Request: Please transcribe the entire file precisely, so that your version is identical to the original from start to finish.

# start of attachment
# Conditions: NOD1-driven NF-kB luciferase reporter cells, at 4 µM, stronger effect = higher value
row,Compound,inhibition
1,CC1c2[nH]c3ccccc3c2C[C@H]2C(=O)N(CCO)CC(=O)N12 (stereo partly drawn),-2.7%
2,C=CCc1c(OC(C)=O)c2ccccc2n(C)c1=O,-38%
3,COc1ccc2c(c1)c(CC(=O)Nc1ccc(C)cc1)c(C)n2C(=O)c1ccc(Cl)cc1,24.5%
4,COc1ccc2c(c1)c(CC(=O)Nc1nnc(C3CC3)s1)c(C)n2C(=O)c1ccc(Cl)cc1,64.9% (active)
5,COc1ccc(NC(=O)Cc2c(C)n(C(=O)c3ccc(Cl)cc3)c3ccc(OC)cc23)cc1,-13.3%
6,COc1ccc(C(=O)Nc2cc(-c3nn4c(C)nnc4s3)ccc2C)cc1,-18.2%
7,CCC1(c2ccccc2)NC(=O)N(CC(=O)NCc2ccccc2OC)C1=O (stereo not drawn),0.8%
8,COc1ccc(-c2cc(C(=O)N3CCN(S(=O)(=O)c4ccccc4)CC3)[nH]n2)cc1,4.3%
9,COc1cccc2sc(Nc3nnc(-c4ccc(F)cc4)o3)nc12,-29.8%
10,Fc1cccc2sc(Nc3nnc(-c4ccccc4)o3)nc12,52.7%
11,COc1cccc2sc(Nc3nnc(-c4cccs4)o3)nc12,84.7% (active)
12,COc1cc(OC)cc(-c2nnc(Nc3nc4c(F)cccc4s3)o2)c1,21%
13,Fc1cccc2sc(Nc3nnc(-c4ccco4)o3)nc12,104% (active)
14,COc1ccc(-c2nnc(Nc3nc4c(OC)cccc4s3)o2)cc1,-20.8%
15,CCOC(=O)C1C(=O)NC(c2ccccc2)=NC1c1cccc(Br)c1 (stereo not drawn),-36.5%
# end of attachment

# Conditions: NOD1-driven NF-kB luciferase reporter cells, at 4 µM, stronger effect = higher value
row,Compound,inhibition
1,CC1c2[nH]c3ccccc3c2C[C@H]2C(=O)N(CCO)CC(=O)N12 (stereo partly drawn),-2.7%
2,C=CCc1c(OC(C)=O)c2ccccc2n(C)c1=O,-38%
3,COc1ccc2c(c1)c(CC(=O)Nc1ccc(C)cc1)c(C)n2C(=O)c1ccc(Cl)cc1,24.5%
4,COc1ccc2c(c1)c(CC(=O)Nc1nnc(C3CC3)s1)c(C)n2C(=O)c1ccc(Cl)cc1,64.9% (active)
5,COc1ccc(NC(=O)Cc2c(C)n(C(=O)c3ccc(Cl)cc3)c3ccc(OC)cc23)cc1,-13.3%
6,COc1ccc(C(=O)Nc2cc(-c3nn4c(C)nnc4s3)ccc2C)cc1,-18.2%
7,CCC1(c2ccccc2)NC(=O)N(CC(=O)NCc2ccccc2OC)C1=O (stereo not drawn),0.8%
8,COc1ccc(-c2cc(C(=O)N3CCN(S(=O)(=O)c4ccccc4)CC3)[nH]n2)cc1,4.3%
9,COc1cccc2sc(Nc3nnc(-c4ccc(F)cc4)o3)nc12,-29.8%
10,Fc1cccc2sc(Nc3nnc(-c4ccccc4)o3)nc12,52.7%
11,COc1cccc2sc(Nc3nnc(-c4cccs4)o3)nc12,84.7% (active)
12,COc1cc(OC)cc(-c2nnc(Nc3nc4c(F)cccc4s3)o2)c1,21%
13,Fc1cccc2sc(Nc3nnc(-c4ccco4)o3)nc12,104% (active)
14,COc1ccc(-c2nnc(Nc3nc4c(OC)cccc4s3)o2)cc1,-20.8%
15,CCOC(=O)C1C(=O)NC(c2ccccc2)=NC1c1cccc(Br)c1 (stereo not drawn),-36.5%